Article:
CenturyLink Outlines Evolving Threat of Iot Botnets
Botnets continue to find new ways to exploit the growing cache of internet-connected devices. According to new threat intelligence from CenturyLink, TheMoon is one of the latest examples of how far these threats have evolved. TheMoon is a modular botnet that targets vulnerabilities in routers within broadband networks. In recent months, CenturyLink Threat Research Labs discovered an undocumented module of TheMoon designed to allow the botnet to be leveraged as a service by other malicious actors.
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“TheMoon is a stark reminder that the threat from IoT botnets continues to evolve,” says Mike Benjamin, head of CenturyLink’s Threat Research Labs. “Not only does TheMoon demonstrate the ability to distribute malicious modules of differing functionality, but it’s designed to function like a botnet as a service, enabling other malicious actors to use it for credential brute forcing, video advertisement fraud, and general traffic obfuscation, among other uses.”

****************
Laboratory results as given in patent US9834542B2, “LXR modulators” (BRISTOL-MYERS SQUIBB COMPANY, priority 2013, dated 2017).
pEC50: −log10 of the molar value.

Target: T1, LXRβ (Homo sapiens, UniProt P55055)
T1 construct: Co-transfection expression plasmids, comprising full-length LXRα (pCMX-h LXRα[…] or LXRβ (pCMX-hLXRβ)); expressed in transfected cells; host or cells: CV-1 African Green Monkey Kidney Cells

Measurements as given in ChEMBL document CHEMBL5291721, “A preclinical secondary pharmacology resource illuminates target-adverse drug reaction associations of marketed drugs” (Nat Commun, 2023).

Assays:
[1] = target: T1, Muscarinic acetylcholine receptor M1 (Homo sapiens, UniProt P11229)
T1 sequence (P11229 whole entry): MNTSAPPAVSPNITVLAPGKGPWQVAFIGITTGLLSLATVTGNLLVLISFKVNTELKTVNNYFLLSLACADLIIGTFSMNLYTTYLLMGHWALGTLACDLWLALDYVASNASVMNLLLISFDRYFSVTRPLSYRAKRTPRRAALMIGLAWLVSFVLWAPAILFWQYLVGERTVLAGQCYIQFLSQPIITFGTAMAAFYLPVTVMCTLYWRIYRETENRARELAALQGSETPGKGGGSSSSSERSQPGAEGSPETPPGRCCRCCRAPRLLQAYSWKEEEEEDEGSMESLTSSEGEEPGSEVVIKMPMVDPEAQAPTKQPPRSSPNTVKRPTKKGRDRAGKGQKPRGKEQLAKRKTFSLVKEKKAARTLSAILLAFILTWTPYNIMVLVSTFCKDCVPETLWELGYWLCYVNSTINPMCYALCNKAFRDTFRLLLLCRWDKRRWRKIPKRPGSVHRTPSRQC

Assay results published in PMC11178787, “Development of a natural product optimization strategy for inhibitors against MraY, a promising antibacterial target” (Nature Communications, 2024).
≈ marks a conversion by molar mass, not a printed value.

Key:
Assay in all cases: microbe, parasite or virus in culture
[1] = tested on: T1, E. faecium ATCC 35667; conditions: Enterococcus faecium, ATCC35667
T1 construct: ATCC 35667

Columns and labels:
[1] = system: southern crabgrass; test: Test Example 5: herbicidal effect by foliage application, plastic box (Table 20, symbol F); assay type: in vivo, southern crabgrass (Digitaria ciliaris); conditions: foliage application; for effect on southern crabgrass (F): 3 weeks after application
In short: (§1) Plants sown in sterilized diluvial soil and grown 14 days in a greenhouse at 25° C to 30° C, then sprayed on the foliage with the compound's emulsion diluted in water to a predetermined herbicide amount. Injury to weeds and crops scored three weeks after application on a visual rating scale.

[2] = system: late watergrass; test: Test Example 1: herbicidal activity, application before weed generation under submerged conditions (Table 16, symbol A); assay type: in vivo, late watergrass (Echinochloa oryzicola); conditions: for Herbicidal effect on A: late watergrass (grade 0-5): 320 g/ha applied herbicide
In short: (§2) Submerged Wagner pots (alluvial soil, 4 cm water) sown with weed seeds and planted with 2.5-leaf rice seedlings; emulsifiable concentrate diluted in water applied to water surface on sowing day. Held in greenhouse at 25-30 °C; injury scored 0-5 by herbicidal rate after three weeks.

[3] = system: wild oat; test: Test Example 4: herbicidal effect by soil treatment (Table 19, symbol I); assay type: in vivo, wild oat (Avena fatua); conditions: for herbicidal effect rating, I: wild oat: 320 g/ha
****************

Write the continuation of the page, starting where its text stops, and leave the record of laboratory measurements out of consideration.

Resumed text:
- CenturyLink Threat Research Labs identified an undocumented module of TheMoon that is only deployed on MIPS devices, a common microprocessor architecture typically found in residential gateways and modems.
- TheMoon’s new module turns an infected device into a SOCKS proxy, a service that can be used maliciously to circumnavigate internet filtering or obscure the source of internet traffic, allowing the botnet author to sell its proxy network as a service to others.
- CenturyLink Threat Research Labs observed a video ad fraud operator leveraging TheMoon as a proxy service, impacting 19,000 unique URLs on 2,700 unique domains from a single server over a six-hour period.
- CenturyLink blocked TheMoon infrastructure on its network to mitigate the risk to customers, in addition to notifying other network owners of potentially infected devices to help protect the internet.
- As many recent exploits have used known vulnerabilities that only worked on machines or devices that were not patched in a timely manner, CenturyLink encourages consumers to regularly update their home router firmware and to check with their ISPs to determine when their routers should be replaced.